“There are only two mistakes one can make along the road to truth; not going all the way, and not starting.”-Buddha – This post is sponsored by Things to do in Dubai
I shake my head and grin as I think to myself, what are the odds of me running into these numbers here, yet again, halfway round the world?
It’s nearly a hundred degrees out, but a shiver rushes up my spine and goose bumps push up the skin on my forearms.
“Of course you’re here!”
I try to focus on what’s in front of me, planting my tripod in the sand, adjusting my lens and zooming out far enough to capture the destination that’s haunted my dreams for so many years. The sun is high in Egypt’s vaulted blue sky today and there isn’t a cloud in it. The Great Sphinx and the Pyramid of Khafre are just about the most beautiful things I’ve ever seen – but I can’t take my eyes off the three numbers that have returned to me once again. In a way, they’re they reason I’m here.
Out of respect for all they’ve done for me, I set my camera down and walk over to the back row of seating. Seats 44 and 43 are facing the Pyramids, and tonight they will be filled along with the thousand other seats that surround them for a concert that will be held here.
I tell the seats that I’ve done it. I’ve officially crossed all of Africa.
What a thing to finally be able to say out loud, and I can’t think of better company to say it in. I’ve gone through so much these past few years, and these numbers have been by my side the whole way, not just on the first leg of this around the world trip. It took 260 days to travel from Cape Town to Cairo, but I’ve been pursing these Pyramids much longer than that.
So maybe now is a good time to talk about these special friends, about how much they mean to me – and how in a crazy, fascinating way, they’re a big part of why I’m here.
Way back in 2008, I transitioned from a high school social studies teacher to an educational consultant while living in Seattle. At 28, it was a big step up and I was the youngest consultant in the company with the most territory to cover. I was responsible for implementing the company’s educational software program in schools from Alaska to California and as far east as North Dakota. The job nearly doubled my old salary and had great perks. I got to travel to parts of the country I had never been to every other week and sleep in and work from home the others.
It was exciting at first. But after I got the scripted speech down that the company I worked for forced me to deliver in the trainings I conducted there wasn’t much left for me to do. I quickly found myself saying the same exact mind numbing things day after day. With my brain stuck on autopilot I started to realize that this was no way to go through life and what I found out was that I only loved getting the job and not the actual act of doing the job.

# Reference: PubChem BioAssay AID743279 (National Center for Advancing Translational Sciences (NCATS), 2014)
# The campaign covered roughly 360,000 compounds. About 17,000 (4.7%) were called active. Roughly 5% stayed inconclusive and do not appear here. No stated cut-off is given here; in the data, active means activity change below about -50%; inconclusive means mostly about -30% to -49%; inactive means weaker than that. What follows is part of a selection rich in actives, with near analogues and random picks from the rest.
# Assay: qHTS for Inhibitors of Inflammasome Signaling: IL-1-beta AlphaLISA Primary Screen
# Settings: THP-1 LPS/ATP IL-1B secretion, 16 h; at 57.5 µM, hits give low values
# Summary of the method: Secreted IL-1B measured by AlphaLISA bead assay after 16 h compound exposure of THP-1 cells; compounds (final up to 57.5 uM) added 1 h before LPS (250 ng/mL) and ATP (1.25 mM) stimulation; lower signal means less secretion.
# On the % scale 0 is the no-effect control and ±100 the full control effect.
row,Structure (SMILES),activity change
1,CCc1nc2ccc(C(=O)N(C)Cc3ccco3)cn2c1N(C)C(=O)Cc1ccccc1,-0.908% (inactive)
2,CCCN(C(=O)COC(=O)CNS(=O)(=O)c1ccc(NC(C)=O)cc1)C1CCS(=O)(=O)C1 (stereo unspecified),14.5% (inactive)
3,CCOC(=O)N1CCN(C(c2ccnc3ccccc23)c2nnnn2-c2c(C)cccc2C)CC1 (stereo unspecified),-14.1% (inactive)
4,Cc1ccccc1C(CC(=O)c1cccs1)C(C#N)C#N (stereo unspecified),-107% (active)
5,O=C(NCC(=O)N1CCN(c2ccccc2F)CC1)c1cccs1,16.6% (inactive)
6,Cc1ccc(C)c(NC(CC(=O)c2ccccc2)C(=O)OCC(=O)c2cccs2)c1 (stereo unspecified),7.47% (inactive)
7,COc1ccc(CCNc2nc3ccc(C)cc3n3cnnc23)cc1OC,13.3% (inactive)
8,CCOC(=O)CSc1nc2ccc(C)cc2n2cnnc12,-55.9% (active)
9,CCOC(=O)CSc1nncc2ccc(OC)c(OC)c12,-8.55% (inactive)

Two years later, the company was sold, and as people were being laid off and jobs were being reshuffled I asked to be transferred to Miami. Incredibly, a new position had just been created in South Florida’s Broward County and they needed someone to take over the growing territory so they honored my request.
I was naive, I thought the warm weather and living on the beach might change my feelings about the job, but things quickly snowballed and became much worse. On paper, I had it all, a beautiful girlfriend, an oceanfront condo in South Beach and a job that appeared to be rewarding. I basked in the benefits of a young professional in Miami – pool parties, late nights out, and sleek leather furniture. But something was missing and I didn’t know exactly what it was.
I started hating the idea of going to work each morning and my fuse grew shorter and shorter at the trainings I conducted. On the way home from an awful presentation at a middle school in Fort Lauderdale I called my manager and asked for a 3-month leave of absence on the spot. I almost couldn’t believe I said it and I told her that if I couldn’t get the three months off that I would have to quit.
She reluctantly agreed only for the simple fact that it would take longer than three months to find, hire and train someone else to take my job.
So two weeks later I was on a spontaneous one-way flight to Hong Kong – for which I planned nothing. I was so tired of knowing exactly what to expect each day that I needed to completely shock my system.
When I landed in Hong Kong I found a room for the week that was $4 a night. The bed was so small that my feet stretched into the shower when I slept, but I loved it. I spent the first few weeks bouncing around Southeast Asia – I would look at a map when I was ready to find a new place to explore then book a flight for later that day. After a week in Bali it was off to Australia and New Zealand, then it was India and the Middle East. One morning I woke up wanting to climb Table Mountain in Cape Town so I took a red eye flight that very night from Dubai to South Africa. After that I wanted to meet my Italian relatives so I ended up spending a week with them in their picturesque apple fields in northern Italy and then after a quick pit stop in Paris I finished my around the world trip at Machu Picchu.